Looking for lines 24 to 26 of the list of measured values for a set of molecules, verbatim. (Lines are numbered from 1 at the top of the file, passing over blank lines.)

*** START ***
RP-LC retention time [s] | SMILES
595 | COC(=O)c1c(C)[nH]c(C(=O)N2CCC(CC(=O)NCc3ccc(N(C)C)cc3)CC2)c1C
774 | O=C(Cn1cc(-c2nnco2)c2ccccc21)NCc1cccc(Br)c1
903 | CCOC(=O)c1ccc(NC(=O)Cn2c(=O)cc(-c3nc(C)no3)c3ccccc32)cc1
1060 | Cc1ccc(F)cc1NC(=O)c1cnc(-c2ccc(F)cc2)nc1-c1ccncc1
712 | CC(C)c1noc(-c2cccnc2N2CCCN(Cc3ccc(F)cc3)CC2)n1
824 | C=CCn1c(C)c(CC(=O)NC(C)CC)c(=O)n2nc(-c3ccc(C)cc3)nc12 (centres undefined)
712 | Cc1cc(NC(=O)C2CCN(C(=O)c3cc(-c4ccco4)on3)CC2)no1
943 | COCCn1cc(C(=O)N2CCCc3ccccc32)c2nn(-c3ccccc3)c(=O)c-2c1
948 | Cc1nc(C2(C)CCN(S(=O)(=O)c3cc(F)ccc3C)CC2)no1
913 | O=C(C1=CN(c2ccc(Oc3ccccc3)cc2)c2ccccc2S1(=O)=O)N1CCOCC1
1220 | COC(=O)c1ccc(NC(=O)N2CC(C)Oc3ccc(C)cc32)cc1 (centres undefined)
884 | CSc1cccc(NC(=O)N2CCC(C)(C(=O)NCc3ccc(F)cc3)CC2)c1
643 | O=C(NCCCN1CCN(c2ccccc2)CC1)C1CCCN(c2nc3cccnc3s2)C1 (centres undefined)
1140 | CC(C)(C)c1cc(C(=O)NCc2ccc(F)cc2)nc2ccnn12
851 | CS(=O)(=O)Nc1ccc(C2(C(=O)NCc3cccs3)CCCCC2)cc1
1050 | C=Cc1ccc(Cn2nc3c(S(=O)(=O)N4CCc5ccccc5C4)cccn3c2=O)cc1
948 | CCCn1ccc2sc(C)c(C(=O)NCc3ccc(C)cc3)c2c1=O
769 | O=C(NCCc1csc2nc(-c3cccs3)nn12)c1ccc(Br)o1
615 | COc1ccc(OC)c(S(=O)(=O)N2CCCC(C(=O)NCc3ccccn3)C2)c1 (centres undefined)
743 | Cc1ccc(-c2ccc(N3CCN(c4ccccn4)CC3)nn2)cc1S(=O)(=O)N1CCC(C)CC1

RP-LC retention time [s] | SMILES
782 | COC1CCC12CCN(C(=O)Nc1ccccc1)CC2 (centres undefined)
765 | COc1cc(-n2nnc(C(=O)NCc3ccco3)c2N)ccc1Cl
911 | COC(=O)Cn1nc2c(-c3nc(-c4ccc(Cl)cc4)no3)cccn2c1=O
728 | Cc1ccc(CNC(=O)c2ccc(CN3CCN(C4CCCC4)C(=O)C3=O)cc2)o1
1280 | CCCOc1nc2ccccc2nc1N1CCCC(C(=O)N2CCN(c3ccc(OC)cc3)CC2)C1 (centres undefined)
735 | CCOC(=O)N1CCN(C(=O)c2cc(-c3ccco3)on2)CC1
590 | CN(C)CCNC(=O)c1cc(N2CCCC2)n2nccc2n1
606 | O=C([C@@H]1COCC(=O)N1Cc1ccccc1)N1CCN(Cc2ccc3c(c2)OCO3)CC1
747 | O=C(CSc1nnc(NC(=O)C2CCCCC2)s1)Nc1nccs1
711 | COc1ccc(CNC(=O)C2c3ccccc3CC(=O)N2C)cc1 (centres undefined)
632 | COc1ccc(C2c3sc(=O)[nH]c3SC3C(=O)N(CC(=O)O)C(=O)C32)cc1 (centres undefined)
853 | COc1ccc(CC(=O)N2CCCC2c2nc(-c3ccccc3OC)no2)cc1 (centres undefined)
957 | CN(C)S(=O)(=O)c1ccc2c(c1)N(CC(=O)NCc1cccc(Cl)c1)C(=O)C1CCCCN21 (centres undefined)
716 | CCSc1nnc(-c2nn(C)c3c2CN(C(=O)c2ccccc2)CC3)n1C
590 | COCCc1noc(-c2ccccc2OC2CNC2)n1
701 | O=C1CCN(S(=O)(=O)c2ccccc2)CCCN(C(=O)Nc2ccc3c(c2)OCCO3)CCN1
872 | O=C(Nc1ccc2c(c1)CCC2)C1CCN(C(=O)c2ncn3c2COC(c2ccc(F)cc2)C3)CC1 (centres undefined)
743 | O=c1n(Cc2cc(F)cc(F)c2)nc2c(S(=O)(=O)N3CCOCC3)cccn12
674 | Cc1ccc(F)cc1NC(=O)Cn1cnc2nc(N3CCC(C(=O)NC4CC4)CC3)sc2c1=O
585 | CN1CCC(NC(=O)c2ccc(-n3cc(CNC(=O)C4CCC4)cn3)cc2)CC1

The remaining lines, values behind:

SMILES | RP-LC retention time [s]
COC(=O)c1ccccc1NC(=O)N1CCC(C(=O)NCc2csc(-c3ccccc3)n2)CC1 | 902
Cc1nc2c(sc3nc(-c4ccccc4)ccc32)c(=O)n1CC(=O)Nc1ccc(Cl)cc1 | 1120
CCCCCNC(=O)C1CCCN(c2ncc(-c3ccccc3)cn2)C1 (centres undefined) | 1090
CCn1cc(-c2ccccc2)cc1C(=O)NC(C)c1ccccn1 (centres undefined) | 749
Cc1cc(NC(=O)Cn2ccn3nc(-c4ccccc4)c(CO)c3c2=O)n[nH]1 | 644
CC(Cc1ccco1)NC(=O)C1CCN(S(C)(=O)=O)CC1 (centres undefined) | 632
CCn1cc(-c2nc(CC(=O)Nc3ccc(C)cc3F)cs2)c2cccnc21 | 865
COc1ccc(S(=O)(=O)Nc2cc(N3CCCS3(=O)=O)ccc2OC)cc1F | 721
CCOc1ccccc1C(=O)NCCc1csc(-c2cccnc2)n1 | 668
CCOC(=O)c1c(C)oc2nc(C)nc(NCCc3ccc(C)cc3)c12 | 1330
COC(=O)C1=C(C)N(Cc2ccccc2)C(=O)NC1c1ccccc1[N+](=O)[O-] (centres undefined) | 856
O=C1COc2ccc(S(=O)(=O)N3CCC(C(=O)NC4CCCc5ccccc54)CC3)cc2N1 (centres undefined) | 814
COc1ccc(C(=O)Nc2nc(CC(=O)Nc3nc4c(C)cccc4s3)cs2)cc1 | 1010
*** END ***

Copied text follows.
765 | COc1cc(-n2nnc(C(=O)NCc3ccco3)c2N)ccc1Cl
911 | COC(=O)Cn1nc2c(-c3nc(-c4ccc(Cl)cc4)no3)cccn2c1=O
728 | Cc1ccc(CNC(=O)c2ccc(CN3CCN(C4CCCC4)C(=O)C3=O)cc2)o1